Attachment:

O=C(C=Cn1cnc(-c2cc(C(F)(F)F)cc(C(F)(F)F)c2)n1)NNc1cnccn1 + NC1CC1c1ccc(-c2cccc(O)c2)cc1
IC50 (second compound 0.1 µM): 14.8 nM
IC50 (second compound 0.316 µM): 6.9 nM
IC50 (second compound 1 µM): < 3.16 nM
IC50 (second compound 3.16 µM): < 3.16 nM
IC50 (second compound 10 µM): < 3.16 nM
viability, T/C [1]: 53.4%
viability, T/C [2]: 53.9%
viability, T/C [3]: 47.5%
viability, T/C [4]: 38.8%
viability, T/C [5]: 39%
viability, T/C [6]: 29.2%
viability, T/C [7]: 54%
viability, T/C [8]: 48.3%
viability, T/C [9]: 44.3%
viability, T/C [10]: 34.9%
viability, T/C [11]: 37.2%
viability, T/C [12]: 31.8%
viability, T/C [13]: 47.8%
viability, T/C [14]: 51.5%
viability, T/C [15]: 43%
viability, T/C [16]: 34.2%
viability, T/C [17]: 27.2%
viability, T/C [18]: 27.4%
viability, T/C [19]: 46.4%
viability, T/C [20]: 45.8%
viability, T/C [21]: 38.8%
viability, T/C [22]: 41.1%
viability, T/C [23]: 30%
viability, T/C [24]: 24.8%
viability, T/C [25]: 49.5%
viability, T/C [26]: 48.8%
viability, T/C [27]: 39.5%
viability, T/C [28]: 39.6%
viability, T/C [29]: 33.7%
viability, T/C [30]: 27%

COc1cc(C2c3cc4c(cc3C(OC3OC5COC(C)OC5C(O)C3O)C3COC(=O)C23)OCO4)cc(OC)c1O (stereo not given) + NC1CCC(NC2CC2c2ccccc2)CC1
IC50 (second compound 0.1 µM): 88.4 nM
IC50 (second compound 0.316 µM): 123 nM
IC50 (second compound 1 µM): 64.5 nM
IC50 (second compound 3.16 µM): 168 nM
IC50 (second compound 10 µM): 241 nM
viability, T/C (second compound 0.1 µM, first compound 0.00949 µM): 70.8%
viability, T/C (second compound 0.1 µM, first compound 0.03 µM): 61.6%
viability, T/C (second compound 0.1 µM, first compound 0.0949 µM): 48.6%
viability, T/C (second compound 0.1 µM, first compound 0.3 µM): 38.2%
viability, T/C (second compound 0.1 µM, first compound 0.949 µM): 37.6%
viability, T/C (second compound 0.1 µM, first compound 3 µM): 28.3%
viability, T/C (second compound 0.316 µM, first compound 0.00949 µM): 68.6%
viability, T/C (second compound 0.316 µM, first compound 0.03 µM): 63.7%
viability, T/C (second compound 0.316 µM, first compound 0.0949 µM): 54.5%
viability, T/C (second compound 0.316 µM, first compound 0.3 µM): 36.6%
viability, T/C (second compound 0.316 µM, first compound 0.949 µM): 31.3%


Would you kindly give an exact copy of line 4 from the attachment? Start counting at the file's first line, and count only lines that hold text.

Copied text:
IC50 (second compound 1 µM): < 3.16 nM